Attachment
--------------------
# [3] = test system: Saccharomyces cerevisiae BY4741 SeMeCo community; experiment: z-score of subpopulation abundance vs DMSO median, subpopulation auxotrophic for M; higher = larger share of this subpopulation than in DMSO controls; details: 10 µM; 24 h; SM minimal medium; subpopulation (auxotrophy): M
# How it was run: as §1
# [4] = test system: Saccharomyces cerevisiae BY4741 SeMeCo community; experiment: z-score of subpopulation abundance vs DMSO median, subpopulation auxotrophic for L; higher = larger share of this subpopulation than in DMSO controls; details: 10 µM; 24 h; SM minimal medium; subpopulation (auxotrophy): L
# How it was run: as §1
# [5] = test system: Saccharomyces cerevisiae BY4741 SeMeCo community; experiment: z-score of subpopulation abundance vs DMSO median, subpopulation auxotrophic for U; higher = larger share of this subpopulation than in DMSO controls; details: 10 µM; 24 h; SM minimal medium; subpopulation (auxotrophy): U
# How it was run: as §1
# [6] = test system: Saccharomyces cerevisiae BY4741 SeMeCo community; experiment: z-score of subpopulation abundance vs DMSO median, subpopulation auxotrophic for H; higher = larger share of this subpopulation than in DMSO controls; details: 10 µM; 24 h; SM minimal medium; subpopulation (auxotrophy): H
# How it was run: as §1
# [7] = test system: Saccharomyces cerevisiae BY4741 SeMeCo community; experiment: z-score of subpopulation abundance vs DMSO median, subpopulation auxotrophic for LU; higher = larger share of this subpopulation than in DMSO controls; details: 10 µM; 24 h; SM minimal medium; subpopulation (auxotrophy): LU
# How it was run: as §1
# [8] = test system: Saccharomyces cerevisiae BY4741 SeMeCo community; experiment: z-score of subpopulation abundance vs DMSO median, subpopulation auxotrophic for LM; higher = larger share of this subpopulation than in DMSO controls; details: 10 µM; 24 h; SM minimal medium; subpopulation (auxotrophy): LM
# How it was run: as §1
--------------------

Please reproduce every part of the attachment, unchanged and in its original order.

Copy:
# [3] = test system: Saccharomyces cerevisiae BY4741 SeMeCo community; experiment: z-score of subpopulation abundance vs DMSO median, subpopulation auxotrophic for M; higher = larger share of this subpopulation than in DMSO controls; details: 10 µM; 24 h; SM minimal medium; subpopulation (auxotrophy): M
# How it was run: as §1
# [4] = test system: Saccharomyces cerevisiae BY4741 SeMeCo community; experiment: z-score of subpopulation abundance vs DMSO median, subpopulation auxotrophic for L; higher = larger share of this subpopulation than in DMSO controls; details: 10 µM; 24 h; SM minimal medium; subpopulation (auxotrophy): L
# How it was run: as §1
# [5] = test system: Saccharomyces cerevisiae BY4741 SeMeCo community; experiment: z-score of subpopulation abundance vs DMSO median, subpopulation auxotrophic for U; higher = larger share of this subpopulation than in DMSO controls; details: 10 µM; 24 h; SM minimal medium; subpopulation (auxotrophy): U
# How it was run: as §1
# [6] = test system: Saccharomyces cerevisiae BY4741 SeMeCo community; experiment: z-score of subpopulation abundance vs DMSO median, subpopulation auxotrophic for H; higher = larger share of this subpopulation than in DMSO controls; details: 10 µM; 24 h; SM minimal medium; subpopulation (auxotrophy): H
# How it was run: as §1
# [7] = test system: Saccharomyces cerevisiae BY4741 SeMeCo community; experiment: z-score of subpopulation abundance vs DMSO median, subpopulation auxotrophic for LU; higher = larger share of this subpopulation than in DMSO controls; details: 10 µM; 24 h; SM minimal medium; subpopulation (auxotrophy): LU
# How it was run: as §1
# [8] = test system: Saccharomyces cerevisiae BY4741 SeMeCo community; experiment: z-score of subpopulation abundance vs DMSO median, subpopulation auxotrophic for LM; higher = larger share of this subpopulation than in DMSO controls; details: 10 µM; 24 h; SM minimal medium; subpopulation (auxotrophy): LM
# How it was run: as §1